Epimedium

Heidi’s April Plant Pick: Epimedium

Rescued from No-Man’s-Land

My April plant pick is a small evergreen perennial that I found several years ago tenaciously growing in the dry, neglected no-man’s-land behind our garage.

Even there, it looked so pretty and healthy with its heart-shaped leaves in dense clumps.  I thought if it can do so well there, I should move it to a location where it can really thrive and be more appreciated.

So I did a little research and found out what I had was an Epimedium pinnatum ssp colchicum Barrenwort.  And they like dry shade.  So I planted it as a groundcover under our vine maple tree.

Epimedium
Epimedium groundcover under a vine maple tree with a hellebore in the foreground.

At the time, I was a little worried that I might be planting something that, if treated kindly, might become a little too “prolific” and take over the garden.  After all, it wouldn’t be the first time that I made that mistake.

But I’m happy to report that, although this plant has spread in the seven or so years since it was planted, it has been at a sane pace, and in a well-formed and attractive clump.

Epimedium
Epimedium pinnatum ssp. colchicum behind a piece of terracotta salvaged from an old building that was torn down and repurposed as garden art.

 But Why is it my April Plant Pick?

The delicate little yellow flowers with their brown-edged centers are blooming right now.  The flowers remind me of a tiny columbine or maybe an orchid.

Epimedium flower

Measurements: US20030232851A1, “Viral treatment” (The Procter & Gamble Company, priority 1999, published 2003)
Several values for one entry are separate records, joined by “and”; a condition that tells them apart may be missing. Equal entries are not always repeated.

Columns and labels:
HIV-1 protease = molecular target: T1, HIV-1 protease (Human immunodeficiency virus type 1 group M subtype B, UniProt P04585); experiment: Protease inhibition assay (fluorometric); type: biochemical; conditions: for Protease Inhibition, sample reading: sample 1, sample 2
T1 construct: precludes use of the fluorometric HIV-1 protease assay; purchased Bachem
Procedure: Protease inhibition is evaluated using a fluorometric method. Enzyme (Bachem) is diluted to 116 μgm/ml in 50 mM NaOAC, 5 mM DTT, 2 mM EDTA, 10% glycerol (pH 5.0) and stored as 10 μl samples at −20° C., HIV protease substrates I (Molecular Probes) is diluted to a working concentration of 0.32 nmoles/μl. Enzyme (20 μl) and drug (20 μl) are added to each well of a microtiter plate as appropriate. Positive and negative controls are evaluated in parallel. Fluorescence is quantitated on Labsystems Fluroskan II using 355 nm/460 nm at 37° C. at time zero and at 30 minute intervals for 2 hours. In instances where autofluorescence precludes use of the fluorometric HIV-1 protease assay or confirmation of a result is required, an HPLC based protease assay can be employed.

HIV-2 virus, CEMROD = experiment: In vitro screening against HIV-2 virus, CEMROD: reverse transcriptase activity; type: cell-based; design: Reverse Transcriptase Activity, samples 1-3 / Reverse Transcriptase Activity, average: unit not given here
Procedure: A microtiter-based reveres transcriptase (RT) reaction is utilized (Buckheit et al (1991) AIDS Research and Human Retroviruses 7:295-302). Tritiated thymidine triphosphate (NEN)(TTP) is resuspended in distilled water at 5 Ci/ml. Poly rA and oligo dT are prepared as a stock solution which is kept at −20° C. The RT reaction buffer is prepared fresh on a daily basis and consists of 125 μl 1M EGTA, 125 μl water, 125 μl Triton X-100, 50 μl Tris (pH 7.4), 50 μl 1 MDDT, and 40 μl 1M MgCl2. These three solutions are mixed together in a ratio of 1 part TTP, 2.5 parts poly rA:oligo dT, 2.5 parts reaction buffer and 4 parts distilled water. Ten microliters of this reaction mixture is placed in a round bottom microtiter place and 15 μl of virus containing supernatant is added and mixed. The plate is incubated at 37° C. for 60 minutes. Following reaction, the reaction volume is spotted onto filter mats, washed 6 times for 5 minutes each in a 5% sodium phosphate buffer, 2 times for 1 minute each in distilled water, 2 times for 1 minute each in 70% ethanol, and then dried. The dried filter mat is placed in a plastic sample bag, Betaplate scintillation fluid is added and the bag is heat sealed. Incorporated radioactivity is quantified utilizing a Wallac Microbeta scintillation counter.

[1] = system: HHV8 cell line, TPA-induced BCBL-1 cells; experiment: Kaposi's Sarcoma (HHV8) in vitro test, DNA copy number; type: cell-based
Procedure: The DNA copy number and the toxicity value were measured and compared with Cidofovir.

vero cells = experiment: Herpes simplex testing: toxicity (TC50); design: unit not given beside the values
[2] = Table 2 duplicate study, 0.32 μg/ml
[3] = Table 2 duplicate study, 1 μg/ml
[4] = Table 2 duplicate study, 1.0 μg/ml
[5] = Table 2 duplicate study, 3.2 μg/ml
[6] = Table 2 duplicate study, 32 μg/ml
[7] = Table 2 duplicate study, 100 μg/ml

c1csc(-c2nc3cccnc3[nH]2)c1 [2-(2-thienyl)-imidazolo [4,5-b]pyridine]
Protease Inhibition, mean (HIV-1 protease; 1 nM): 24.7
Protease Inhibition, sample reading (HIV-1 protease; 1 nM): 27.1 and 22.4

Epimedium pinnatum ssp. colchicum

I had been cutting away the dried leaves on this plant – a tedious task that I often put off.  But this year, I took the advice of a local gardening expert and, in early February, I cut all the leaves back to the ground.  Soon after that, the blossoms emerged, followed by fresh new leaves.  So right now, this plant looks fresh and perfect.

Epimedium foliage closeup

But it looks good all summer.  In fall, the leaves get a little more leathery-looking and some of them turn an attractive copper color.

Information and Care

There are about 40 different species of Epimediums, and most of them come from Asia.  Some species have spectacular little flower clusters in pink, rose, yellow, red, white, or mixed colors.

Some plants are very small and subtle, and they thrive in woodland settings.  Some plants are evergreen, and some are deciduous.

Epimeduim pinnatum ssp. colchicum is hardy in USDA zones 4-9.  It is a tough and independent little guy that needs very little care.  It is slug and deer resistant.  Apart from needing well-drained soil and some shade, it isn’t very picky about where it’s planted.

I usually mulch my garden beds with an organic mulch a couple of times a year, and it seems to like this.  It also gets more moisture than it probably needs, but it doesn’t seem to mind this either.

And now I know that I can trim the whole plant to the ground in late winter.  This only takes a few minutes and is great for keeping the leaves attractive.

Epimedium closeup

My only caution in doing so is to make sure the flowers aren’t already springing up or I might risk cutting them down as well.

This plant is great in masses as a border or a groundcover.  It also works well in containers.


Resources:

For a comprehensive guide to epimediums, check out A Plant Lover’s Guide to Epimediums by Sally Gregson.

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3 thoughts on “Heidi’s April Plant Pick: Epimedium”

    1. Nancy, good question. I’m not finding anything in my reference books or online to indicate that they are invasive. And they haven’t been invasive in my garden (USDA zone 8a), although the original clump that I transplanted has probably more than doubled over the years. But it’s not springing up in unexpected places or making a nuisance of itself. Heidi

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